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Study: Breastfeeding Saves Lives and Money

By sandymaple |

breastfeeding-sm250In 2001, a government study found that if only half of all mothers breastfed their babies for the first six months of their lives, $3.6 billion could be saved each year. The savings weren’t calculated based on how much infant formula would not be needed, but on health care costs related to illnesses breast milk may help prevent.

Today, an updated study takes those calculations a step further and reveals not only how much money could be saved by breastfeeding, but how many lives as well. 

The study, which appears in the new issue of the journal Pediatrics, has been adjusted for the increased cost of health care and includes indirect costs such as time missed from work.  The results indicate that breastfeeding could save $13 billion per year as well as the lives of over 900 children. The catch?  90 percent of mothers would have to follow current medical recommendations and breastfeed their babies exclusively for the first six months of their lives.

Statistics show that while about 43% of new mothers do breastfeed at least some of the time for the first six months of life, only 12% follow government guidelines and breastfeed exclusively.

Dr. Larry Gray, a University of Chicago pediatrician, says that while he believes we should strive for a 90% breastfeeding rate, he cautions that mothers who don’t should not be made to feel guilty.  After all, the world isn’t always friendly toward a breastfeeding mother.

That, says lead study author Dr. Melissa Bartick, needs to change.  She believes breastfeeding should be considered a public health issue and points to some small changes as evidence that it is being taken more seriously. For example, the recent health care overhaul requires large employers to provide private areas for mothers to pump breast milk.  In addition, hospitals, which often whisk newborns away to be bottle fed, may now be evaluated on their efforts to ensure that babies are breastfeed exclusively while in the hospital.

Those are steps in the right direction, but as well all know one of the biggest obstacles a breastfeeding mother faces occurs the moment she and her baby leave the house.  The idea that breastfeeding should be hidden from view and done only behind closed doors is absurd.  Hopefully, this study will give more mothers the courage to do what they know is best for their babies and silence those who would seek to keep discriminate against them.

Image: christyscherrer/Flickr

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0 thoughts on “Study: Breastfeeding Saves Lives and Money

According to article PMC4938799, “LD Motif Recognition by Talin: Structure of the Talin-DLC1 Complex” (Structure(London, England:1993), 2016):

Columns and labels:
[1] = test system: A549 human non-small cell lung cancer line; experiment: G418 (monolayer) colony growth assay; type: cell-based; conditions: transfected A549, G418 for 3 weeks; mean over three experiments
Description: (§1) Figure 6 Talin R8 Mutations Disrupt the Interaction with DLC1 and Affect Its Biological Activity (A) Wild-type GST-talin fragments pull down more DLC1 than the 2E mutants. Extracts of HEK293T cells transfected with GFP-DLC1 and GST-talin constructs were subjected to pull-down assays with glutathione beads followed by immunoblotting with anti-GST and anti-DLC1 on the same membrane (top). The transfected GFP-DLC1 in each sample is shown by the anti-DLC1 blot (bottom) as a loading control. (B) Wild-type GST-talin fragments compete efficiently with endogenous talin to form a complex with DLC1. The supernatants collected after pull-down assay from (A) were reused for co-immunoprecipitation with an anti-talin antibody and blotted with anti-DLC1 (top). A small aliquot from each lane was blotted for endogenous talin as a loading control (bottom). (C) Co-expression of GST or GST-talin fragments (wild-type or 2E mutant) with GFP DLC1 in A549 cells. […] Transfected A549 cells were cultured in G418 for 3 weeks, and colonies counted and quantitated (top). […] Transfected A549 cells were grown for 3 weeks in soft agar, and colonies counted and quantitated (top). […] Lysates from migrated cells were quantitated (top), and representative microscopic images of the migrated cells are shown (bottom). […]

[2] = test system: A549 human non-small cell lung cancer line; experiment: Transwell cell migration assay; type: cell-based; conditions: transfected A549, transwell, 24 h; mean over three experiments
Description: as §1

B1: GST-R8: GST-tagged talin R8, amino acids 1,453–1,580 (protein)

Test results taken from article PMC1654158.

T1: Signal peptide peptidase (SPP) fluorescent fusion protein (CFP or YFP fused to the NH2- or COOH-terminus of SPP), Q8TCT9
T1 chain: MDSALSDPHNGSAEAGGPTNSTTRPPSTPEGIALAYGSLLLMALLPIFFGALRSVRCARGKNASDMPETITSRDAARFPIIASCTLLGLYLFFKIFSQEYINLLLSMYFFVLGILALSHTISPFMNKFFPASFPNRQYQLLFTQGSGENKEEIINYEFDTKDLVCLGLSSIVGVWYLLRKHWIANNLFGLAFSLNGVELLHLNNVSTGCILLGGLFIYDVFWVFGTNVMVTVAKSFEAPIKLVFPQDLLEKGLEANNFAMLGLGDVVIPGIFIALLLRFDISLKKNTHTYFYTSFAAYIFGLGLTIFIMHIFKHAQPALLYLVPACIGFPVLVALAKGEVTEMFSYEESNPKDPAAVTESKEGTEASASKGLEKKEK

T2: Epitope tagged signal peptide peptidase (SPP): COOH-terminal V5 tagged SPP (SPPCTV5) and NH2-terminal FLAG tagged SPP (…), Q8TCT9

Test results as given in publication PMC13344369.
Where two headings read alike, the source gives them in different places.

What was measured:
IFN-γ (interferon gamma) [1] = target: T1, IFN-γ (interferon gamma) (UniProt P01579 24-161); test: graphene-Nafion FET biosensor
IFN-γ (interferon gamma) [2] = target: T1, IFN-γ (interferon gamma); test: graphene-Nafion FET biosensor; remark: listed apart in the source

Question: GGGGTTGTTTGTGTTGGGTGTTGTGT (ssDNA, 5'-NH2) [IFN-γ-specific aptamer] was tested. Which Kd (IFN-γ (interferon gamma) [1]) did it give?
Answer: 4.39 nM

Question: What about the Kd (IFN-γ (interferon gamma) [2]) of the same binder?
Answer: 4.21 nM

1. JEssica says:

    “The idea that breastfeeding should be hidden from view and done only behind closed doors is absurd.” This is a huge difference of opinion in the US about public breastfeeding. And right now the public sentiment is you don’t breastfeed in public. I don’t think this is going to change any time soon.

  2. TC says:

    I agree that breastfeeding doesn’t need to be hidden. I used to do it (discretely) at first. I’ve never had a sneer or neg. comment. I did what was comfortable, what my husband and companions were comfortable with, etc.

    I actually did it once in the kids section of a library (in a quiet comfortable corner). I had an older lady (grandma type) come to me and said “good job for nursing in public! My generation couldn’t”. We’ve come a long way, but not far enough, IMHO

  3. Melanie says:

    TC, I’ve had a similar experience, when an older woman said almost the exact same thing.

  4. meh says:

    I honestly don’t get it. I have seen and have myself breastfed in public. I did it anytime, anywhere, at length and with a large (over 2) child. Maybe I just have a mean face or something, but nobody ever bothered me. Is it possible, perhaps, that people are imagining, just a little, some of this hostility?

  5. Rachel Silber says:

    “The idea that breastfeeding should be hidden” pales as a disincentive to 6 months of breast feeding compared to oh, for example, 12 weeks of paid maternity leave (including time before the baby is born) if you happen to work for a company covered by the Family Leave Act.

  6. meh says:

    Yeah, and FMLA is not “paid” leave…its unpaid. I am all for unpaid leave, personally…but they need to allow for a longer period. I don’t think companies should have to pay you for work you’re not doing, but there should be job security. Maybe even a program that you could pay into, like a 401K, that could help bolster finances while on said leave.

  7. Voice of Reason says:

    I don’t think companies whould have to pay you for work you’re not doing either; I think the *government* should be providing paid maternity leave.

    The results of the studies quoted clearly demonstrate that this could start paying for itself in terms of health costs and outcomes, so clearly this is an opportunity for the US to catch up with the rest of the developed world.

  8. Samantha says:

    Just wanted to say thanks for reporting this study in a positive way toward mothers. Most outlets I have seen this afternoon have shared the news in the typical “you selfish mothers are killing your babies!” sense. As usual I appreciate Strollerderby’s measured take. Just waiting for the comments to go to Hell now :-)

  9. Triplemom says:

    You know what strikes me s funny? I live in the third world and breastfeeding is so the norm tha no one ever even bats an eye at the sight of a woman popping out a boob to feed a kid, in fact the opposite is true, people will look at you frowning if you´re bottle feeding an infant.

  10. [...] By now, I think we can all agree that breastfeeding is good. It is good for mothers. It is good for babies. It is even good for your bank account. [...]

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